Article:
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Exxon needs transparency

Following a March 29 Pegasus pipeline spill that spewed an initial estimate of nearly 157,000 gallons of oil in Mayflower, Ark., Exxon Mobil seems to be doing a fair job in picking up its own mess, having collected more than 19,000 barrels of oil and water.

Yet the company seems to be doing an even better job at keeping any news related to the spill, the cleanup or Exxon Mobil itself to a bare minimum, instead relying on a public relations crew to give residents generalities.

Though the spill is much smaller in comparison to others in recent years, a subpoena was still needed to force the company to turn over 12,587 pages of documents, five CDs of data and 200 blueprint-sized diagrams related to the company’s pipeline.

Exxon Mobil complied reluctantly. Still, reporters are having a difficult time in getting information since being blocked from the site and threatened with arrest.

According to Inside Climate News, when reporter Lisa Song went to the command center to speak to representatives of the Department of Transportation or the Environmental Protection Agency, she was stopped by an Exxon spokesperson and told she could be arrested for criminal trespass.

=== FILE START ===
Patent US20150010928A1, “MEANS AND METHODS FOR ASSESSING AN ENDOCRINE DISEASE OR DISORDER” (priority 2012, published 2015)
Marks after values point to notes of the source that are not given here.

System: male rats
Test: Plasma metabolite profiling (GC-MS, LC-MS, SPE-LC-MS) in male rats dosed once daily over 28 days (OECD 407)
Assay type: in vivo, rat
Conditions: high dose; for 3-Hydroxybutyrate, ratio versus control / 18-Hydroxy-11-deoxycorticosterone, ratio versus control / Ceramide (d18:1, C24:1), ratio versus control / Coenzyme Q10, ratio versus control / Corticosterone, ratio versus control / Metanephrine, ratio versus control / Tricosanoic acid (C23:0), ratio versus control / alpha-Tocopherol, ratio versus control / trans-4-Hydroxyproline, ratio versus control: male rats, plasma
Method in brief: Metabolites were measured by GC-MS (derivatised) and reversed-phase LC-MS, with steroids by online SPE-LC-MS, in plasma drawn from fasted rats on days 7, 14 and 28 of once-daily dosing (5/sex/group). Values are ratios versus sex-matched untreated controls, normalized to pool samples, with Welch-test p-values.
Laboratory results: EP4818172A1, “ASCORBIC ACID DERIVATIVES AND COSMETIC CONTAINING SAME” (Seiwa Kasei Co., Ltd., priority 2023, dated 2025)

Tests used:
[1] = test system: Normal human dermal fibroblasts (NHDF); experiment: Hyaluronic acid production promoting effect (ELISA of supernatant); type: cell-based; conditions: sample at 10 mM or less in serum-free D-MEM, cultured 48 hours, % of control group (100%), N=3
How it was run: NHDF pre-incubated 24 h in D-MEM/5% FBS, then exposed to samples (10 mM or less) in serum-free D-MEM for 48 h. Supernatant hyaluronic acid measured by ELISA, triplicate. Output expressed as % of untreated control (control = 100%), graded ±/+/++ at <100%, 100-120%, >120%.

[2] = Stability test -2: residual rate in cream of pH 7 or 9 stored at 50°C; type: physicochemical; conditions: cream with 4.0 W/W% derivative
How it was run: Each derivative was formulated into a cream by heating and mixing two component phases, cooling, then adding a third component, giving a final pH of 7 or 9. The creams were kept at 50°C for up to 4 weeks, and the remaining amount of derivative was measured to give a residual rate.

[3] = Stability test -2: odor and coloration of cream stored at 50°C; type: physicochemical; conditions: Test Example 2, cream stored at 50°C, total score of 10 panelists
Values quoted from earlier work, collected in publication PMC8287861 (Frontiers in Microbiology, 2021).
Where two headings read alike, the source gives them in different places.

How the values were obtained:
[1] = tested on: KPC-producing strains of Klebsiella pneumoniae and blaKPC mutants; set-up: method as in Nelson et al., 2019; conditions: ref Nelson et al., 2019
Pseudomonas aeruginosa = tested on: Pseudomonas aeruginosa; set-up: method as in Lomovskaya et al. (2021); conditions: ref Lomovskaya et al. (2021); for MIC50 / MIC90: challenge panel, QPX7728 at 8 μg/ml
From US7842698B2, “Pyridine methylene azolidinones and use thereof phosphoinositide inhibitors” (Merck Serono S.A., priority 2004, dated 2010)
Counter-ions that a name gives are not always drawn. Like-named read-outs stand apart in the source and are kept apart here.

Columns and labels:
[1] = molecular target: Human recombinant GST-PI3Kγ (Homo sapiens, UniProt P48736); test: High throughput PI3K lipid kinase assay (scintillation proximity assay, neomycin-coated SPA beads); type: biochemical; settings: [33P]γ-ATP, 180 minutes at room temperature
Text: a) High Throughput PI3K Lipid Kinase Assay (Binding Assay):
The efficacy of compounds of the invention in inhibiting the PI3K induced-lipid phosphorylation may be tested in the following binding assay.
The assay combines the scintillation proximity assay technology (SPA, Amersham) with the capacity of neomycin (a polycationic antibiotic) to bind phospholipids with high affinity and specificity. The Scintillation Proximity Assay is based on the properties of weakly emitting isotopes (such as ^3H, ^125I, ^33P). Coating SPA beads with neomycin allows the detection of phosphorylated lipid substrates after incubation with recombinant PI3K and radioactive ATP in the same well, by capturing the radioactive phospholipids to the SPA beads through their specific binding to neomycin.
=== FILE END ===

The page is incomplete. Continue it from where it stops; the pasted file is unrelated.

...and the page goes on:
Even more, RT.com reported that the 22 families that were evacuated were “being kept in the dark over compensation and the cleanup by Exxon.” Despite promises by Exxon Mobil that it would pay for claims caused by the spill, no reports have been made of any payments.

After a few local stations tried to get images from a flyover in order to see the full extent of the damage, the Federal Aviation Administration halted this, issuing a “notice to airmen” to stop all air traffic in the area.

With its reputation looking more and more tarnished, Exxon Mobil should work on delivering facts and working with the public rather than pretending it is living up to its 2013 Green Cross for Safety award.

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